A thirty-year-old fantasy adventure novel has aged less badly than a seventy-year-old Hollywood novel. That’s the first thing that struck me thinking back on Steven Brust’s Jhereg, and comparing it to the other book that I just recently finished. Though to be fair, I suppose I should check back in another forty years. I’ll mark my calendar. (I’ve also kinda started in on Stand on Zanzibar, which is pushing fifty, and which I am pretty sure I haven’t read in at least twenty, more likely twenty-five. It’s eerily accurate about some aspects of the early twenty-first century. It’s also a bit startling to see how much I retained from previous encounters with the book.)
Anyway. Jhereg was a lot of fun, for values of “fun” that include “lead character is an assassin by profession.” That would be Vlad Taltos, the novel’s first-person narrator and overall hero. Vlad is a mid-level mafioso, in a fantasy world that features humans, a human-like race of people called Dragaerans, various other intelligent creatures, and at least three different kinds of magic. The heart of the action in Jhereg is Vlad’s forty-second assassination commission, which turns out to be more than he had bargained for.
A jhereg, by the way, is a flying reptile with a poisonous bite, not too large to perch on a person’s shoulders, but still big enough to attack people and do grievous harm. Vlad has one as a familiar, and their banter occurs telepathically, or as Brust writes, psionically. Vlad’s world is a high-magic setting, with death often no more than an inconvenience (though it can become permanent under certain circumstances), and teleportation common enough that Vlad will undertake several in a busy day, and that his office has a designated spot for both incoming and outgoing teleportation. This not the kind of book that explores the ramifications of commonplace magic very rigorously; it’s the kind of book that takes such things as read and gets on with telling a fast-paced adventure story. It’s possible that carefully working out the implications of the setting and magical systems that Brust provides would reveal plot holes, but Brust is not a writer to let the action slow long enough for a reader to want to do that kind of poking.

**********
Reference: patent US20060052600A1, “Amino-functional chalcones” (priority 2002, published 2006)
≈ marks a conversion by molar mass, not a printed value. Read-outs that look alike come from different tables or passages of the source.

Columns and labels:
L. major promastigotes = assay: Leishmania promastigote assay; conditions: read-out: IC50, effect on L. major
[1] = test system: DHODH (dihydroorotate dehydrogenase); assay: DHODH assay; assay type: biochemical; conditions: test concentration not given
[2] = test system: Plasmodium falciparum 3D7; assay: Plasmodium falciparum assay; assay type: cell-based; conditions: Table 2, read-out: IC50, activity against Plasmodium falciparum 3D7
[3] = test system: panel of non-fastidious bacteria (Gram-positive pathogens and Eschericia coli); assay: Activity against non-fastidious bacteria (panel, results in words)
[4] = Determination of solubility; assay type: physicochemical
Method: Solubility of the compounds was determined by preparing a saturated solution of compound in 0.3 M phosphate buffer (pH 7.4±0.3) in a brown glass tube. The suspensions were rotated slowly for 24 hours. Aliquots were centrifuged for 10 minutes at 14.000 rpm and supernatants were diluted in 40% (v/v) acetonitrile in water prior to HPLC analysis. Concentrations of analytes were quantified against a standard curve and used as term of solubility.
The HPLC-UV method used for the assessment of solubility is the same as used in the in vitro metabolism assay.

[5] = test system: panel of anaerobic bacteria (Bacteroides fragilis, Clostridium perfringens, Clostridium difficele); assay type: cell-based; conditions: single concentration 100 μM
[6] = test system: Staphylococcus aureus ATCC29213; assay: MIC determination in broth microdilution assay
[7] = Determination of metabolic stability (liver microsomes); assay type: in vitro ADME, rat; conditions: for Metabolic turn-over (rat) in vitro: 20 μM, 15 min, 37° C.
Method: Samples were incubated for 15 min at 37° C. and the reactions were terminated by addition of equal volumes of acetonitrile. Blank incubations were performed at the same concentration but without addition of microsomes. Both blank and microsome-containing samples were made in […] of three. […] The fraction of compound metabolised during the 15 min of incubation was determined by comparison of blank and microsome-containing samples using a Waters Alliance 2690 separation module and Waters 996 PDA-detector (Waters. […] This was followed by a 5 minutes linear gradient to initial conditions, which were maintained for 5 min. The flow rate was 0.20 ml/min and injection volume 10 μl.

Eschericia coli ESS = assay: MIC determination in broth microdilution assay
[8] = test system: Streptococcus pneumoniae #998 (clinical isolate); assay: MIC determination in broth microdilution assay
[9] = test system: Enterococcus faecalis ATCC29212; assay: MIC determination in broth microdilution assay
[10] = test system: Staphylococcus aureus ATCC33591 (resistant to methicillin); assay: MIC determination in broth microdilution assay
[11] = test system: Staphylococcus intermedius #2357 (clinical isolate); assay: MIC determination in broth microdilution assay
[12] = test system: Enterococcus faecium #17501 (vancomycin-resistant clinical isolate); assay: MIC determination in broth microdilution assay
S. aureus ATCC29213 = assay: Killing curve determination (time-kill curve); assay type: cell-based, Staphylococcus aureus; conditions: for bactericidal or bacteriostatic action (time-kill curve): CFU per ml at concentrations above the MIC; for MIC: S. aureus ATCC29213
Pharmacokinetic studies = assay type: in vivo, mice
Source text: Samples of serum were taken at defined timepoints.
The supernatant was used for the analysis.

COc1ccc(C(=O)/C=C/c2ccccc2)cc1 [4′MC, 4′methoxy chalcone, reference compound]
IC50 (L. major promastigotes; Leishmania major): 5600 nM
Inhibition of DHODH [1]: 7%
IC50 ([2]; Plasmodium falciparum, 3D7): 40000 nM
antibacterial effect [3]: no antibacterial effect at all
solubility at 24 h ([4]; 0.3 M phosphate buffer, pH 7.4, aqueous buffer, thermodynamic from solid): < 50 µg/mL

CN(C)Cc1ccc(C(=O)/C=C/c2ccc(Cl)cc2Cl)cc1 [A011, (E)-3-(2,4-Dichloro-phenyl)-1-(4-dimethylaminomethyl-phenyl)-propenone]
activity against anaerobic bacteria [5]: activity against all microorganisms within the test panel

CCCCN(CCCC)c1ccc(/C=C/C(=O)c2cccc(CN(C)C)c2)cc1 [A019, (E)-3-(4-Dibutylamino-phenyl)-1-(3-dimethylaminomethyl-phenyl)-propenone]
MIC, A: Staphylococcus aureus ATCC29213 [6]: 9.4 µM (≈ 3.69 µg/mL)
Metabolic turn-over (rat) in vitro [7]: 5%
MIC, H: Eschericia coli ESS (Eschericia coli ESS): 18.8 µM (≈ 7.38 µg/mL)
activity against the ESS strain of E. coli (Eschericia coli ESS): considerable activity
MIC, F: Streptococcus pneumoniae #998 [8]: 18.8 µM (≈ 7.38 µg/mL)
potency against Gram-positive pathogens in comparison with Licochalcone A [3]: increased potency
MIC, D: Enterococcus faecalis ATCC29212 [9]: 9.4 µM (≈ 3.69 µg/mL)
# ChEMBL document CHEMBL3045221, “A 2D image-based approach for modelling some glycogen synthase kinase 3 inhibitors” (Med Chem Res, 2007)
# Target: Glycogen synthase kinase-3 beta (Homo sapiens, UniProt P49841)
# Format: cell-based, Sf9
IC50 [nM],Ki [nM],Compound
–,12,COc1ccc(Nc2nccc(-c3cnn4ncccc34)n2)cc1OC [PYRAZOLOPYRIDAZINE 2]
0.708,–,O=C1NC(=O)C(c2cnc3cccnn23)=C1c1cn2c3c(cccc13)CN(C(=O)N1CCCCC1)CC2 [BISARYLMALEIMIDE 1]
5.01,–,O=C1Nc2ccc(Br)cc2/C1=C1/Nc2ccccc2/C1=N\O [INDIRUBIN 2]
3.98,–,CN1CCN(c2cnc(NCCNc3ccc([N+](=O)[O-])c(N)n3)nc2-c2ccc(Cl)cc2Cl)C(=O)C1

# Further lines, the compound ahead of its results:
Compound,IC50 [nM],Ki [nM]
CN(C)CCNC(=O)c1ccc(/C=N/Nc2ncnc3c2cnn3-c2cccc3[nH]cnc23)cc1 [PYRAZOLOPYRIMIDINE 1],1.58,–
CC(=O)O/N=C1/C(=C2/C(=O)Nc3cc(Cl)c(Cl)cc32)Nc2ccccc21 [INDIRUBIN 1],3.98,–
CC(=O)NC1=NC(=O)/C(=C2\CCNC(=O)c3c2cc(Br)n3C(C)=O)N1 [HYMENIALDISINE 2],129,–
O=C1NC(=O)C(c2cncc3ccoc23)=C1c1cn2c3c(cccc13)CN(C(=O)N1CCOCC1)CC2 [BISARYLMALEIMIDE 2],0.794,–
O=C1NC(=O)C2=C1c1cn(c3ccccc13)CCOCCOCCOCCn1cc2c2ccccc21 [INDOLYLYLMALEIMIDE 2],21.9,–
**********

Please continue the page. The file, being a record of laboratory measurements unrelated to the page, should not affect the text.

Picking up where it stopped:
When I first sat down to write up a few thoughts on Jhereg, I had been thinking that there’s not much in it that would make a reader think this is the first book in a series that is still going strong 32 years and 18 further novels later, but that isn’t quite correct. In the book’s world, each Dragaeran belongs to a House, of which there are seventeen. The Houses are named after creatures of the book’s world, some familiar, such as Dragon or Phoenix, some not, such as Jhereg or Yendi. The book itself has seventeen chapters, each preceded by an epigraph concerning one of the Houses, or perhaps the creature itself. The Houses appear to rotate possession of the Imperial throne, and Jhereg is firmly in the middle of the procession. And while there are a few scenes in the book’s prologue about young Vlad, by the time the main story starts he’s grown up and established in his profession. Equally, however, he appears to be writing the story from a vantage point of some years later. Add all of these elements together, and it’s clear that Brust was at the very least constructing a character and a setting that would give him room to tell many more stories. Jhereg is a good start.